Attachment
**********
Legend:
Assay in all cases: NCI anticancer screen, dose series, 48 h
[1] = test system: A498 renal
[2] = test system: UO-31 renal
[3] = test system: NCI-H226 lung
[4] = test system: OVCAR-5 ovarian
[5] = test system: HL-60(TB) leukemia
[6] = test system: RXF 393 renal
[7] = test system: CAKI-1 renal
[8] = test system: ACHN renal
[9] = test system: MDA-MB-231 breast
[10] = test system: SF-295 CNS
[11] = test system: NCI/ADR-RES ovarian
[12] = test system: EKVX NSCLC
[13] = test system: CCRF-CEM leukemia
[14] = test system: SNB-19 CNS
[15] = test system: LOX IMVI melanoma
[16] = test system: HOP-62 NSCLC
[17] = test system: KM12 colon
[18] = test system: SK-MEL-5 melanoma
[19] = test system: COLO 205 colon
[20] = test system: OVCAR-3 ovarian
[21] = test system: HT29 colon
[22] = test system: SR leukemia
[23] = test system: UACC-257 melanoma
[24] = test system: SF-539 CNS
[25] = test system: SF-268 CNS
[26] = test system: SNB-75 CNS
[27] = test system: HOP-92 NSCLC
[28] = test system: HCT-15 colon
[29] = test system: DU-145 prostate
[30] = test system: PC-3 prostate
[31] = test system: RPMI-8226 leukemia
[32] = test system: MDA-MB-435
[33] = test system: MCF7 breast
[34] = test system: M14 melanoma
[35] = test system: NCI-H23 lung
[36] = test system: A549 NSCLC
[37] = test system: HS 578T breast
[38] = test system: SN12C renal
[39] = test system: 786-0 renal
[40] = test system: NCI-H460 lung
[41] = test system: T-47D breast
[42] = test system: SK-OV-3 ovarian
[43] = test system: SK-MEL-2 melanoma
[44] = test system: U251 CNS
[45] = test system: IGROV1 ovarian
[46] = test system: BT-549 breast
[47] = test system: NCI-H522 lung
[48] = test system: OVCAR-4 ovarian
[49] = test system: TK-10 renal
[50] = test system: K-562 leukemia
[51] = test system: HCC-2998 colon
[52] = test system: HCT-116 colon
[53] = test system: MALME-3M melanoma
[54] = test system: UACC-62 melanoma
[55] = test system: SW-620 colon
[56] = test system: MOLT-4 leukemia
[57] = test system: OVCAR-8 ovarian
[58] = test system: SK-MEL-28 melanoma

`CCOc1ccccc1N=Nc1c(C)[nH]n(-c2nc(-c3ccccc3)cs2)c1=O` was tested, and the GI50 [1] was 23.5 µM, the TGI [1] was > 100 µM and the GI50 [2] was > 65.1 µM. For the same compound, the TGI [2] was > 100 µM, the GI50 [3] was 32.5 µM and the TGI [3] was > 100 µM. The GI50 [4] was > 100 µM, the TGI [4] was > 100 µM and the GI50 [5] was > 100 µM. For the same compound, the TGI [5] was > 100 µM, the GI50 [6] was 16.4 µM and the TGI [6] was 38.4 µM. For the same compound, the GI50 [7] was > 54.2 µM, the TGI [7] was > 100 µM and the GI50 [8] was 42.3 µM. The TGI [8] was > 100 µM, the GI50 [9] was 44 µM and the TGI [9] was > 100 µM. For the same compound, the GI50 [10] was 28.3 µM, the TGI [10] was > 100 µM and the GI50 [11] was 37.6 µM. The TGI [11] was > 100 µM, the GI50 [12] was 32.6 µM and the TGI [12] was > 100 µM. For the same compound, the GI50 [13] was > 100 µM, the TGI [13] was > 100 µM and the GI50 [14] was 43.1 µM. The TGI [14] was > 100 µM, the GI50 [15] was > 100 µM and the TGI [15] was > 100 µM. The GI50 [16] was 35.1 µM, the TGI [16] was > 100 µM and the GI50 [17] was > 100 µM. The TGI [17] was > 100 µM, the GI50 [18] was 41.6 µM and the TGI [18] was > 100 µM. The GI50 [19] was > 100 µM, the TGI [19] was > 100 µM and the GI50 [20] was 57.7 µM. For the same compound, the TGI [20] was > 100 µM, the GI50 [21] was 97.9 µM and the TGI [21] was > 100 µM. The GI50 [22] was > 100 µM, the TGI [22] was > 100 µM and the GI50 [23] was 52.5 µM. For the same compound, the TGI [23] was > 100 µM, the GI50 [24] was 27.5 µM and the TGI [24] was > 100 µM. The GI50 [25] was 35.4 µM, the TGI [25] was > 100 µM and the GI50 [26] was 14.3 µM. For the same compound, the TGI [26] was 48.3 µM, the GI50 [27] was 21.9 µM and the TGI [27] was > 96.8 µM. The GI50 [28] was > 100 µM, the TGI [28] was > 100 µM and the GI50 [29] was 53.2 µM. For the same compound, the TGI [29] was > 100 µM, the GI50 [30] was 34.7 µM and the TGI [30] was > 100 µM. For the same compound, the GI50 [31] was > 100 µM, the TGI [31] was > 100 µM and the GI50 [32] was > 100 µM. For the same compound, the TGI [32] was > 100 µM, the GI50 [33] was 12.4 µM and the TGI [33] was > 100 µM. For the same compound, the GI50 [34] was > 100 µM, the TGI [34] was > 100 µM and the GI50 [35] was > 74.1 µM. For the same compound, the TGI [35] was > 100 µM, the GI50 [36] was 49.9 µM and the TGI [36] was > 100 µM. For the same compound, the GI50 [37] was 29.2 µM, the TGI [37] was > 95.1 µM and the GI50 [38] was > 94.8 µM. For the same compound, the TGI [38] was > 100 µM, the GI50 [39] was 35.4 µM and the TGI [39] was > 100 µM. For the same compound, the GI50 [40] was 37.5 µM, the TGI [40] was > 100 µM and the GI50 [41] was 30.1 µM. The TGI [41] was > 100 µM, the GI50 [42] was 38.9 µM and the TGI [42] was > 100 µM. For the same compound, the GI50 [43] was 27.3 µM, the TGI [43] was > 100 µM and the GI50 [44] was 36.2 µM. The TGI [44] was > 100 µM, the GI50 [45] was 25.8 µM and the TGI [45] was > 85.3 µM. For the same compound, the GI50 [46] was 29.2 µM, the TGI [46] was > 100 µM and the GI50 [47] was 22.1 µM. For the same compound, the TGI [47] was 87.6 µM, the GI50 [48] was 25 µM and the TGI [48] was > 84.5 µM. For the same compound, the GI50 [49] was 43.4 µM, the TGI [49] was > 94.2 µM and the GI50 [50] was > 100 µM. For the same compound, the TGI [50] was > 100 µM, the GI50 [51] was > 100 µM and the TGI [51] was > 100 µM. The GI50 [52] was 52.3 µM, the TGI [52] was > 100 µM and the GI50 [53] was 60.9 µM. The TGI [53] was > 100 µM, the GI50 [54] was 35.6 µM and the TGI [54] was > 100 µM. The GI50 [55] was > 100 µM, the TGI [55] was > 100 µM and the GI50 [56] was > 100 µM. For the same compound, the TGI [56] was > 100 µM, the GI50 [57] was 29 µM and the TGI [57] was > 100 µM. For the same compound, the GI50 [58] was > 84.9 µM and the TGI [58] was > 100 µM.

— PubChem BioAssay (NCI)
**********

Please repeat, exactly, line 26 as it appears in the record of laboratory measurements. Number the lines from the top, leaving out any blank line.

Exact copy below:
[24] = test system: SF-539 CNS